n On Sept. 22, the Mohegan Tribal Council voted to delay the final piece of its $925 million Project Horizon development for at least a year. The tribe cited the flagging economy.
The remaining components of the expansion plan - with a budget of about $734 million - include the 39-story Earth Tower, the 1,500-seat House of Blues music hall, the 22,000-square-foot spa and retail and restaurant space, had been scheduled to open in the fall of 2010.
The casino did open its Casino of the Wind on Aug. 29, bringing back poker tables after a five-year hiatus, and is hosting a grand opening this weekend.
n Foxwoods Resort Casino announced Sept. 30 that it would lay off 700 of its 11,000 employees.
Earlier this year, the tribe laid off or offered buyouts to 170 tribal government employees, then followed that with layoffs of about 100 Foxwoods employees.
However, the casino's development plans were not affected this year. The tribe opened the MGM Grand at Foxwoods, its $700 million hotel and casino expansion, in mid-May and hired about 2,000 people to work at the new site.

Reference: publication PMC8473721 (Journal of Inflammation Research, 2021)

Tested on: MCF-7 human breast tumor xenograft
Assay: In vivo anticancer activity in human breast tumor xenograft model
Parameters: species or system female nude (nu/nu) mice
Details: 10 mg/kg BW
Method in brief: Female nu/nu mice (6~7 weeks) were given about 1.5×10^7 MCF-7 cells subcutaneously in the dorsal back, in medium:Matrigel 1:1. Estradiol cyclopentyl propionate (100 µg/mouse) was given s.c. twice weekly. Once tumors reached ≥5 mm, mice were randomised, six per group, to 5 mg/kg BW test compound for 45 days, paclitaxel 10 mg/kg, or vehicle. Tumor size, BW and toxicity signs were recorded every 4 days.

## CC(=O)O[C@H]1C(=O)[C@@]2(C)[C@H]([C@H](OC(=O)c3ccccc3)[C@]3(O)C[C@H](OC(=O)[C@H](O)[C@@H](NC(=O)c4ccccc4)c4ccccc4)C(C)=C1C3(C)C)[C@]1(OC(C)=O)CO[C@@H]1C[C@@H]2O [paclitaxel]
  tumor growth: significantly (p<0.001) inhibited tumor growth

Lowe's and Target, Pawcatuck
In November 2007, crews began demolishing houses on Route 2 in the Pawcatuck section of Stonington to make way for construction of a Target and a Lowe's, the first two big-box stores in this neighborhood of about 5,500 people.
Across the street, on a 29-acre site that houses the Regal Cinema, another developer is building a new Stop&Shop supermarket, Newport Savings Bank and a Chili's restaurant.
Those projects are still under way. Liberty Crossing, which would house the big-box stores, has been working its way through the town approval process.
The developers of the Pawcatuck Farms project, where Stop&Shop is planned, said in May that the supermarket should be completed in February 2009.
Byron Brook Country Club,
The proposed $200 million project calls for an 18-hole golf course, luxury clubhouse and resort, and 658 luxury condominiums on 349 acres abutting Interstate 395 in Occum.